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If you dream of launching your own business or pursuing a leadership role at an existing company, a Master of Business Administration (MBA) in entrepreneurship can give you the key skills and expertise you need to realize those ambitions. This degree equips students with a firm understanding of general business practices as well as specific entrepreneurial knowledge like new venture finance, social entrepreneurship, and more.

The employment outlook for individuals in the business and finance sector is strong, according to the Bureau of Labor Statistics (BLS). The agency predicts that there will be, on average, 911,400 new job openings per year in these industries through 2032. An MBA in entrepreneurship is a versatile degree that can prepare graduates for a variety of fast-growing positions, such as:

Earning an MBA in entrepreneurship typically takes 1-2 years, depending on the student’s experience level and the pace of the program. Tuition varies by program, but according to the National Center for Education Statistics (NCES), the average annual tuition for graduate programs during the 2021-22 academic year was $12,596 at public institutions and $29,931 at private non-profit colleges.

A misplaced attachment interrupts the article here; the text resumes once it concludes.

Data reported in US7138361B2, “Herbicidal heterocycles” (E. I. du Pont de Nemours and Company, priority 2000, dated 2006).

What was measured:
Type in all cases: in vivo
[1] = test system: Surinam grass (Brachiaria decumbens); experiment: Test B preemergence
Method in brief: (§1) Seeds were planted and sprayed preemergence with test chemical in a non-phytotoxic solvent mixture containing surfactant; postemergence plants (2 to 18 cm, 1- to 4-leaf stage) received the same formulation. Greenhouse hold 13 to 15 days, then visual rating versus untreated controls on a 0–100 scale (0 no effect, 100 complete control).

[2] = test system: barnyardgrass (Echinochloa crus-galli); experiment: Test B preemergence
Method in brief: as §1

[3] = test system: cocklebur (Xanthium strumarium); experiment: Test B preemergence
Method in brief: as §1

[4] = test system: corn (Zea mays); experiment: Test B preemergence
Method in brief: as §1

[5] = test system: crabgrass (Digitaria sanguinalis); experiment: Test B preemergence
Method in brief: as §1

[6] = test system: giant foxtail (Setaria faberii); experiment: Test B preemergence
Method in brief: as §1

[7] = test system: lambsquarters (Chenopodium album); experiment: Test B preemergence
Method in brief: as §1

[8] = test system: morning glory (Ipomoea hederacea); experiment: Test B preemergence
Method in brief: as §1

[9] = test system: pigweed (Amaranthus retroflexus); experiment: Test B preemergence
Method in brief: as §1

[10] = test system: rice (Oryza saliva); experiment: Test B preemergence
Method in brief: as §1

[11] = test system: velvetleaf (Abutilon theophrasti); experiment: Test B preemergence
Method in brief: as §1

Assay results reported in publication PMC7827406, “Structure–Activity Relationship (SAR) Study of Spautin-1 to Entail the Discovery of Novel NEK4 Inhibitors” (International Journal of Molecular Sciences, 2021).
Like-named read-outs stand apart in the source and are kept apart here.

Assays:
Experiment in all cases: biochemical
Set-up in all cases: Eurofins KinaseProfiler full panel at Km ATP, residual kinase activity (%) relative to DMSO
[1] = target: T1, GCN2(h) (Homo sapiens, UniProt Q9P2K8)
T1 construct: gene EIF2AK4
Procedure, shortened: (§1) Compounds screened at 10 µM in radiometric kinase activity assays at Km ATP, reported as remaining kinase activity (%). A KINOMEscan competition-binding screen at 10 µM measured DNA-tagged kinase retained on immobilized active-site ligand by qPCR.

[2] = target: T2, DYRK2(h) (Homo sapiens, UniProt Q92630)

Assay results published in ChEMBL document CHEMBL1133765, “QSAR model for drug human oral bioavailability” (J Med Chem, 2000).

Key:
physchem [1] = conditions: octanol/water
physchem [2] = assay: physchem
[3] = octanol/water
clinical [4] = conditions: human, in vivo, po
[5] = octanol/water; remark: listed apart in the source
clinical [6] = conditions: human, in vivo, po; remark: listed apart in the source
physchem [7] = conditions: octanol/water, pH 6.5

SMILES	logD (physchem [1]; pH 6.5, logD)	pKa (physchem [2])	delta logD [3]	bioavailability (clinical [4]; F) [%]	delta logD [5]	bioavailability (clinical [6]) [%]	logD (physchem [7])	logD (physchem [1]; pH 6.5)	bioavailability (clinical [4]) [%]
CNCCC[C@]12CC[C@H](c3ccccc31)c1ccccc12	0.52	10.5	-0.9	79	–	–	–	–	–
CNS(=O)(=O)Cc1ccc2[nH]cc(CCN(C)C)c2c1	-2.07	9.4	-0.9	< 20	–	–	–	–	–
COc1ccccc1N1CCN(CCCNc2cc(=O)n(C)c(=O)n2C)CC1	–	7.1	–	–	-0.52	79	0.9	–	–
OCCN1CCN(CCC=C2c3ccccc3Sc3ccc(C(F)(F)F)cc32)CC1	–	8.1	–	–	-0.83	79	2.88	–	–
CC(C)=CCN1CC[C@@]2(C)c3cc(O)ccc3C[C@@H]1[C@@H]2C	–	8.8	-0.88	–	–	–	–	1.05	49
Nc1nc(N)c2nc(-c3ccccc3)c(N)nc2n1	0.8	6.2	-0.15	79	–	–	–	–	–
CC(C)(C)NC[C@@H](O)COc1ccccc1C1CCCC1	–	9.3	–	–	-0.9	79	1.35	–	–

How to Choose an MBA in Entrepreneurship Degree Program

Choose your area of study

Understanding your career and educational goals, as well as your logistical needs, is the first step in finding a suitable MBA in entrepreneurship program.

First, think about what you seek to accomplish after earning your MBA in entrepreneurship. If you want to use your degree in a specific industry, such as healthcare or finance, you can seek out a program that offers coursework focusing on that area. Other MBA in entrepreneurship programs allow students to focus on topics like running a family business, global entrepreneurship, or investing in new ventures.

You’ll also want to consider what type of MBA program is appropriate for you based on your educational and professional background. If you have an undergraduate degree and extensive experience in business, you may want to seek out executive MBA programs, which focus on high-level business and entrepreneurship skills. Otherwise, many MBA programs are available for individuals who don’t have a business background or many years of professional experience.